Following the Black Hawk war settlers began to pour into Illinois. Where before single families had come and settled here and there in spots they considered most favorable, now colonies of three, four and sometimes a dozen families, sometimes connected by blood or marriage, but often made up of old neighbors from their eastern home that were prompted to come by the glowing accounts of the fine climate and exhaustless fertility of the soil.
When they wrote back that crops, thought to be almost miraculous, could be raised year after year, without manuring the ground, it was a revelation to the farmers of Vermont and New Hampshire, whose entire crop depended upon a fertilizer. And though they hardly credited all the stories told, yet they went on the old adage, "Where there is so much smoke there must be some fire," and were surprised that the truth had been told.
They in turn wrote back and their accounts, if anything, outdid the former ones, and there was a constantly increasing immigration. Up to 1836 the attention of the immigrants had been turned to secure farms, though where necessary a small town with store, blacksmith shop and generally a schoolhouse and church clustered in one spot. In the wild cat money times of 1836 and 1837 the spirit of speculation was rife in the land and towns sprang up on paper in every direction; that is, a piece of land was laid off in streets, alleys, lots, etc., and a beautiful drawing of them made as they were expected to be when fully developed. Upon these drawings would be located fine squares, large buildings used for almost every conceivable purpose; even manufacturing establishments would be shown and other desirable things. The idea that was intended to be conveyed was that all these things were there as represented, when the truth was that they only existed in the imagination, and there was nothing on the site of the "city" unless there might be a cabin or two.
There was a large traffic in these town lots, the eastern states were flooded with the handsomely drawn plots and the glowing descriptions of the advantages of these towns and what they were sure to be in the future tempted hundreds to buy lots at higher prices than the whole "city" was worth.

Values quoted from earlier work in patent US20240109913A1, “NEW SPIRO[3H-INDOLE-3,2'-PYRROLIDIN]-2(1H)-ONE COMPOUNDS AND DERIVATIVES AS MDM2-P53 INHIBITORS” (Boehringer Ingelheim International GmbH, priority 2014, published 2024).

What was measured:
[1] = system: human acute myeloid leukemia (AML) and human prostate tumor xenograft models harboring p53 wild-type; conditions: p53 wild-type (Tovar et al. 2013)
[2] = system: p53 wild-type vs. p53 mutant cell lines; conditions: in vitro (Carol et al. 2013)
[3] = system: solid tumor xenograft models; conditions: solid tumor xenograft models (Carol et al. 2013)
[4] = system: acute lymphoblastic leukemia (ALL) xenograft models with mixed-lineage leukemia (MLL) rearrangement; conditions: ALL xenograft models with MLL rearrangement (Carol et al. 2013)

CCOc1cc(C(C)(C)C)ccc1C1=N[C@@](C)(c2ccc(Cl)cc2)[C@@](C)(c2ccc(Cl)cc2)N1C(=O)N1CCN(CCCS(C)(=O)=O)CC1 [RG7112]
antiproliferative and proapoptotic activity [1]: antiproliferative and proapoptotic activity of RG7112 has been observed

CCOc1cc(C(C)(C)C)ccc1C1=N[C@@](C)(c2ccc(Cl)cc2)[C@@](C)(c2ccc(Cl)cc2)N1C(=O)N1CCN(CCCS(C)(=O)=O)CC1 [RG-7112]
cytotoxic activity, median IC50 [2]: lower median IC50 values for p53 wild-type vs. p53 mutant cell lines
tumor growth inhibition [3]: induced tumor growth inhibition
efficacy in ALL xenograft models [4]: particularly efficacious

It helped, however, to boom things and called attention to the new country, and settlers poured into the state for, according to the prospectus of the agents, everybody was going to get rich; but the financial troubles of 1837 and 1838 came on and there was a rude awakening, men who thought they were rich found they were little better than paupers, and the many beautiful cities that had looked so well and promised so much were most of them plowed up and converted into cornfields.
There were no less than ten of these towns in what is now Marshall county and more than double that number in the rest of Putnam county, nearly all of them being laid out in 1836. The settlers in Marshall county on the west side of the river being very few at that time, nearly all the towns in it were on the eastern side; but we will say more of the towns in later chapters, the fact being that this digression about the towns and the speculations of those years had much to do with the eventual dividing up of Putnam county, for the hawking of the town lots all over the east called attention to the country and served to largely increase the influx of actual settlers.
By 1837 there were large settlements in the extreme western and northwestern part of Putnam county and the settlers, who found it very inconvenient at times to go to Hennepin to do all their business, began to agitate the question of a new county, and it culminated in setting off Bureau county, containing about one-half the territory which was set off by act of the legislature in 1837 and the county seat established at Princeton. Bureau county took more than one-half of the territory of Putnam county, coming down to township 14 and extending four townships north, but not crossing the Illinois river.
The cutting off of Bureau county left Hennepin, the county seat, in the extreme northeastern part of the county, with less than two townships east and nothing but the Illinois' river on the west. On the south the county was two townships deep and eight townships wide.
The county west of the Illinois river was very sparsely settled except in the extreme west, where considerable settlement had been made in the neighborhood of Spoon river.